For more details, please see the Human Capital section.

Dialogue with business partners

As a participant in the global supply chain, the Company shares its partners’ sustainability values and undergoes regular audits in accordance with sustainable development and responsible supply policies. These audits take place as part of systemic independent ESG reviews requested by our partners.

An important element of our relations with business partners is advancing the responsible consumption of precious metals and metal-bearing products and creating a global mechanism to ensure the reliability of precious metal supplies as part of international non-profit organisations of producers and market players, such as the International Platinum Group Metals Association (IPA), International Information Security Research Consortium (IISRC) and the International Nickel Institute.

Twice a year, we publish nickel and PGM market reviews prepared together with ICBC Standard Bank based on the fundamental analysis of global economic and industry data. They offer the market a deep and high-quality insight into trends and forecasts in this domain.

The Company's expertise and solid track record in creating powerhouse industrial businesses that leverage cutting-edge technologies have laid the groundwork for successful implementation of projects with partners in both traditional and emerging industries.

In particular, we keep working on our innovative project to integrate business in the digital ecosystem to increase efficiency and transparency across the entire metal supply chain and support responsible sourcing. We plan to make part of our supply contracts digital using the Atomyze platform powered by the distributed ledger technology. In 2020, Nornickel's Global Palladium Fund issued the first tokens to digitise contracts with several major customers.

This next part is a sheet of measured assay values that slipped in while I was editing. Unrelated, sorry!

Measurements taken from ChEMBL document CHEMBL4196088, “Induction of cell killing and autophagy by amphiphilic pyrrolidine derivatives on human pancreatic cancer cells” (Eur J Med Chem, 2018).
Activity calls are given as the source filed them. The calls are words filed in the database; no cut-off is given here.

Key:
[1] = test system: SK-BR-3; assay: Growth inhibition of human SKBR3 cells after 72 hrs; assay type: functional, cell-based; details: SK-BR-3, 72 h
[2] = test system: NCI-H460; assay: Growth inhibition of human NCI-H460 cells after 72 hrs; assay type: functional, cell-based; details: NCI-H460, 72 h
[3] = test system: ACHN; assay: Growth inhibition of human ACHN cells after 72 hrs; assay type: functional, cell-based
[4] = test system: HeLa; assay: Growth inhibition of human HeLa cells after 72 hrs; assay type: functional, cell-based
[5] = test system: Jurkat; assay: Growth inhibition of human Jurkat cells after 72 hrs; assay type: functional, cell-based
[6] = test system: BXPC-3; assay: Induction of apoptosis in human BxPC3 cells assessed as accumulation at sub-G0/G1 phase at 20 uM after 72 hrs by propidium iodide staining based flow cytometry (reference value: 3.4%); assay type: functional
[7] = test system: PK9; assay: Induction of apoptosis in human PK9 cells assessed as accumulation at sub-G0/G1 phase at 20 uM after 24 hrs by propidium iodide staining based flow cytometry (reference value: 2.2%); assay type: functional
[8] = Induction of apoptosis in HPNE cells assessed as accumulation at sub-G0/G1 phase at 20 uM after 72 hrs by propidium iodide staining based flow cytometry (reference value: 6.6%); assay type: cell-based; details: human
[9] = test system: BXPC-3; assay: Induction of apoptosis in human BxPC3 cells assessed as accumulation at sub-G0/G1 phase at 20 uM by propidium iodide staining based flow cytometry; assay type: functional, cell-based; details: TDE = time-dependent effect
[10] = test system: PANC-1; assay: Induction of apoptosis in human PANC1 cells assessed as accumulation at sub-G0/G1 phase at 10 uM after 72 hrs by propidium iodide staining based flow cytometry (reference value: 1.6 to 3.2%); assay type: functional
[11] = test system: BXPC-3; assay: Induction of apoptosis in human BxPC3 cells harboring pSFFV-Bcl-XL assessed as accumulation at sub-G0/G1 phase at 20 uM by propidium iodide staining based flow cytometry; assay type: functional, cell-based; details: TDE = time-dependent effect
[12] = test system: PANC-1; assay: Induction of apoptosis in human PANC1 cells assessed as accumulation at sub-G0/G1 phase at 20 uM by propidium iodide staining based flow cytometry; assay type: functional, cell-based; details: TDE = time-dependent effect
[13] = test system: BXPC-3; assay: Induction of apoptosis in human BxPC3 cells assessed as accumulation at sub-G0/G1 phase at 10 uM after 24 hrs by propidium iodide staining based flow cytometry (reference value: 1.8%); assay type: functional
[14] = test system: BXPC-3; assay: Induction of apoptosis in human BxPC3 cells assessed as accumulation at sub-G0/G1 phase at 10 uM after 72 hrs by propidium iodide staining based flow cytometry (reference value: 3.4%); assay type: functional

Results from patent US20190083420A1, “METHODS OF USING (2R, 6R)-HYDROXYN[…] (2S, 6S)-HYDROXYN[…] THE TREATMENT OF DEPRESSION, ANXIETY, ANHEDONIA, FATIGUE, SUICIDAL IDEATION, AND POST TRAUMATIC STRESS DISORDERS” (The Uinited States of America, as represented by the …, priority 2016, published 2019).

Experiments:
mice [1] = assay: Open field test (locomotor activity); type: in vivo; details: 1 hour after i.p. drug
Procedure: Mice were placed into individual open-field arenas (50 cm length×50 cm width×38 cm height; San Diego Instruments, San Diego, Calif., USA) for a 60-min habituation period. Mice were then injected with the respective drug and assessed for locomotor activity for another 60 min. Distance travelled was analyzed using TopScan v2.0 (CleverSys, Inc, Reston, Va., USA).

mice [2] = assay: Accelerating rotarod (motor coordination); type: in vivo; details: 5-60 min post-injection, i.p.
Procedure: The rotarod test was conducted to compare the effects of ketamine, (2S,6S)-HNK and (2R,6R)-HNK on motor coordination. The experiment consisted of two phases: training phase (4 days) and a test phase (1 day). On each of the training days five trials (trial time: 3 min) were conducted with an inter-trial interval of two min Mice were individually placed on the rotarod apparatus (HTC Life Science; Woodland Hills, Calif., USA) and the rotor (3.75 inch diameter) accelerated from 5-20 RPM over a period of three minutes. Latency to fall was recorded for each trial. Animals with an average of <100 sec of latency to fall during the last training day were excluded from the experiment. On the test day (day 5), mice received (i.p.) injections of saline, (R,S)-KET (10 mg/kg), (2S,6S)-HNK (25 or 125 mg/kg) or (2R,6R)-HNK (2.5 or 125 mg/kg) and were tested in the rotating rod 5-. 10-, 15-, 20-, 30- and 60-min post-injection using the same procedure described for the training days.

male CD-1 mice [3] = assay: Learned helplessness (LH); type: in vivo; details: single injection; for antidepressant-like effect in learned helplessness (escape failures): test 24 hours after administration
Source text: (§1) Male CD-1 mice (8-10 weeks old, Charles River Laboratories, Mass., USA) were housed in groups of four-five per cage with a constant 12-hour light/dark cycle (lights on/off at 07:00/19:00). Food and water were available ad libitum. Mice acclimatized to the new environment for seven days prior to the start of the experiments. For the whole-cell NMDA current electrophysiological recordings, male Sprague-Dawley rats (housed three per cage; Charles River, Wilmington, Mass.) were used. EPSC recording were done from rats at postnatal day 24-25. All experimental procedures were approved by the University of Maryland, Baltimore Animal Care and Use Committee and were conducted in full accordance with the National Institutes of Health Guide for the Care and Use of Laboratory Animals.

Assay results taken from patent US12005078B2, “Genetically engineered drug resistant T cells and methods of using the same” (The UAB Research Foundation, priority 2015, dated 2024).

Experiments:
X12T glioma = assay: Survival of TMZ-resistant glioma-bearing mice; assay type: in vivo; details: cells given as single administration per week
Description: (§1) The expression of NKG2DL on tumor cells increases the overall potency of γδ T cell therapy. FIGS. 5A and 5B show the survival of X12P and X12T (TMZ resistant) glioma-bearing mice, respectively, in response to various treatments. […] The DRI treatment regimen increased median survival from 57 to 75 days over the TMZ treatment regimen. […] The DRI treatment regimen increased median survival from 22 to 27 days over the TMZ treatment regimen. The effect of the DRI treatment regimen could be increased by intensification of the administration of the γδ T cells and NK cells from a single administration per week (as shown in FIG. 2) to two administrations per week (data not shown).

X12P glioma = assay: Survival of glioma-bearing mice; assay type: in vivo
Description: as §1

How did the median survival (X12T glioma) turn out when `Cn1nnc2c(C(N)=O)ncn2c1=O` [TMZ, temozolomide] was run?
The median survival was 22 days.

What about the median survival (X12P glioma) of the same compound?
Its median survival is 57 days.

Dedicated to meeting the growing demand for battery materials used in electric vehicles, the strategic partnership between BASF and Nornickel became a landmark event for achieving SDGs and supporting green economy. In 2020, Fortum, BASF, and Nornickel signed a memorandum of intent to create a battery recycling cluster in Finland, serving the electric vehicle market.

In our relations with suppliers and contractors, we focus on building an open and productive dialogue supported primarily through competitive procurement, feedback via a dedicated Suppliers section on our website, conferences and SAP SRM interactions.

For more details, please see the Supply Chain Responsibility section..

Dialogue with authorities, communities and non-profit organisations

Norilsk Nickel Group's guiding principles in cooperating with government bodies, local authorities and non-profit organisations are strict compliance with Russian laws, regional and municipal regulations and the social responsibility principle, collaboration, and mutual respect of interests.